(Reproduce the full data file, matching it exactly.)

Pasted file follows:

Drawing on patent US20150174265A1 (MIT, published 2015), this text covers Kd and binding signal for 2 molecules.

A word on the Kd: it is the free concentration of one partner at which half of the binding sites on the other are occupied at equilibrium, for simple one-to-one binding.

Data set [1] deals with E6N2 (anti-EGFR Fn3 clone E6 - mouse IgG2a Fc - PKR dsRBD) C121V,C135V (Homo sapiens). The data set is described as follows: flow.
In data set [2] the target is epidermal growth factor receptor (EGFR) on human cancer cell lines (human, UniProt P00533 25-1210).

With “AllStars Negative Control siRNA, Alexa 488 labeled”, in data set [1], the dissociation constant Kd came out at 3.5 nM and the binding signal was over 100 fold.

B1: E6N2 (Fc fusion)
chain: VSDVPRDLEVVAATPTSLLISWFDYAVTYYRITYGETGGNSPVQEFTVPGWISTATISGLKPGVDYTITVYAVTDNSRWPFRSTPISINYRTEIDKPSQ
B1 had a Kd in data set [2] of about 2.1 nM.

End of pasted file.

Drawing on patent US20150174265A1 (MIT, published 2015), this text covers Kd and binding signal for 2 molecules.

A word on the Kd: it is the free concentration of one partner at which half of the binding sites on the other are occupied at equilibrium, for simple one-to-one binding.

Data set [1] deals with E6N2 (anti-EGFR Fn3 clone E6 - mouse IgG2a Fc - PKR dsRBD) C121V,C135V (Homo sapiens). The data set is described as follows: flow.
In data set [2] the target is epidermal growth factor receptor (EGFR) on human cancer cell lines (human, UniProt P00533 25-1210).

With “AllStars Negative Control siRNA, Alexa 488 labeled”, in data set [1], the dissociation constant Kd came out at 3.5 nM and the binding signal was over 100 fold.

B1: E6N2 (Fc fusion)
chain: VSDVPRDLEVVAATPTSLLISWFDYAVTYYRITYGETGGNSPVQEFTVPGWISTATISGLKPGVDYTITVYAVTDNSRWPFRSTPISINYRTEIDKPSQ
B1 had a Kd in data set [2] of about 2.1 nM.